Markets Walk Dangerous Tightrope Before U.S. Stimulus Ends
(Bloomberg) -- The remarkable rebound in U.S. equities from the depths of the Covid-19 crisis in March faces a fresh test in coming weeks, with the American economy set for a withdrawal of a key stimulus support.
The average unemployment benefit for Americans put out of work will tumble by more than 60% at the end of July, hobbling the incomes of millions of laid off workers -- many of whom may not be able to return to their jobs given the renewed shutdowns now affecting swaths of the economy from California to Florida.
Stocks have proven resilient to plenty of bumps lately, from the surge in numbers of Americans infected with the coronavirus to a sharp escalation in U.S.-China tensions. The more risk-sensitive bond market has seen bouts of anxiety that have repeatedly pushed Treasury yields to record lows.
Now both contend with an impending fiscal cliff, with the political wrangling between Republicans and Democrats on a package expected to exceed $1 trillion just beginning.
“We’re getting into a second phase of people being laid off now that are going to be permanent or long term at the same time that benefits are set to go away,” said Thomas Graff, a portfolio manager in Baltimore at Brown Advisory, which oversees $80 billion. “That’s a major risk to the markets and nascent economic recovery.”
The legislative package is arguably nowhere near so critical to markets as the $700 billion financial bailout that was initially rejected by Congress in the depths of the Great Recession in September 2008 -- an error that saw the S&P 500 Index crash almost 9% in a day. But the assumption of the eventual passage of another stimulus bill has helped investors bear through another rough earnings season, and the rally could prove vulnerable if the bet proves wrong.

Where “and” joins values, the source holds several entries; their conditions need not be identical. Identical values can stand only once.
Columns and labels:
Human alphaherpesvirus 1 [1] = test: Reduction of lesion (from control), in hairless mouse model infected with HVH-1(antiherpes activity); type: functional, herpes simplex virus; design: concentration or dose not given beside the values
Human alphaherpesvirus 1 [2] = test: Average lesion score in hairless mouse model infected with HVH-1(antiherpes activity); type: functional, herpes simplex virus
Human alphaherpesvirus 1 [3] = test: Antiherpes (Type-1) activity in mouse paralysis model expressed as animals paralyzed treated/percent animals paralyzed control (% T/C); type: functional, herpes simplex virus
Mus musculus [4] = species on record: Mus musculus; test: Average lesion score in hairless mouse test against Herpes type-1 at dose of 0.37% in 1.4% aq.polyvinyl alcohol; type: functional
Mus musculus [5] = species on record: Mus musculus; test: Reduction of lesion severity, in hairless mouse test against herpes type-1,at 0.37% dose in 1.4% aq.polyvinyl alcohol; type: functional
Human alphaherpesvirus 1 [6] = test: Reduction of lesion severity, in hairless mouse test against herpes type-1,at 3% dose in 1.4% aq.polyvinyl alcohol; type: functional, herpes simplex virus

With the S&P 500 up about 44% from its March 23 low, there’s plenty hanging on a second-half economic rebound in the U.S. that could be endangered by a political impasse over the stimulus.
Uncertainty can already be seen in the bond market, where the yield curve has flattened, with the spread of longer-dated notes over shorter-term ones shrinking in the past month.
Complete failure to renew the added unemployment benefits would pose a 3 to 5 percentage-point hit to growth in the third quarter, according to Deutsche Bank AG. Also critical for renewed growth will be aid for state and local governments, whose spending accounted for more than a tenth of the economy last year and whose revenues have been decimated by the current recession.
On both counts, Republicans are pushing back against House Democrats who passed a $3.5 trillion bill back in May that was ignored by the Senate. The White House and some congressional Republicans argue the extra payments for people getting unemployment benefits serves as a disincentive to returning to work. Republicans have also raised objections about state aid, which some argue could be used for spending unrelated to the Covid-19 crisis.
The slow legislative pace makes it unlikely a deal is reached by month-end, something market participants have at least partly discounted. Senate Republicans plan to start discussing a draft bill in the middle of next week, just days before the unemployment benefits run out, with votes in subsequent weeks. But with unemployment above 10% and jobless claims climbing by more than 1 million a week, many households will be forced to curb spending as they await help.
In the end, economists at banks including Deutsche Bank and Goldman Sachs Group Inc. have predicted a partial extension of the extra unemployment payouts.
“The market is essentially trading on the idea that it will get done,” said John Velis, a strategist at Bank of New York Mellon. “Volatility will certainly creep back” if Washington fails to act expeditiously, he said.
Failure to make progress by the time of a scheduled Aug. 10 break could trigger a response not only in asset prices but also concerns at the central bank. The Federal Reserve has proved the ultimate backstop for markets this year, with its credit and liquidity programs helping prevent a deeper economic collapse, along with the biggest-ever 50-day rally in American equities.
“How this plays out when Congress returns from the July recess will have significant bearing on the Fed’s strategy,” said Brett Ryan, a senior economist at Deutsche Bank in New York.
Senate lawmakers return to work July 20.
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